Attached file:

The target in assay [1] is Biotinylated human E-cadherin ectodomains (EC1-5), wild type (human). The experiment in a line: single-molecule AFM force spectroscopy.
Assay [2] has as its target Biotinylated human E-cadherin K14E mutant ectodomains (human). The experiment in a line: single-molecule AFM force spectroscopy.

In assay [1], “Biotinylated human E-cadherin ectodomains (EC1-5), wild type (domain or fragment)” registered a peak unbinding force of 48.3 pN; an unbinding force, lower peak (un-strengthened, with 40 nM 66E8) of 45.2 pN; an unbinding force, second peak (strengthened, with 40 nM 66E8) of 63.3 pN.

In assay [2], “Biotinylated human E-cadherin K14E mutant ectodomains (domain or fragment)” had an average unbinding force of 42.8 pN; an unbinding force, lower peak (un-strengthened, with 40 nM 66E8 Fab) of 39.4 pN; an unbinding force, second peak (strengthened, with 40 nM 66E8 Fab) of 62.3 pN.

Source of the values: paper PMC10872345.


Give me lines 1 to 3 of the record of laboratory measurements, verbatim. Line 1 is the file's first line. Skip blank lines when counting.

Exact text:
The target in assay [1] is Biotinylated human E-cadherin ectodomains (EC1-5), wild type (human). The experiment in a line: single-molecule AFM force spectroscopy.
Assay [2] has as its target Biotinylated human E-cadherin K14E mutant ectodomains (human). The experiment in a line: single-molecule AFM force spectroscopy.

In assay [1], “Biotinylated human E-cadherin ectodomains (EC1-5), wild type (domain or fragment)” registered a peak unbinding force of 48.3 pN; an unbinding force, lower peak (un-strengthened, with 40 nM 66E8) of 45.2 pN; an unbinding force, second peak (strengthened, with 40 nM 66E8) of 63.3 pN.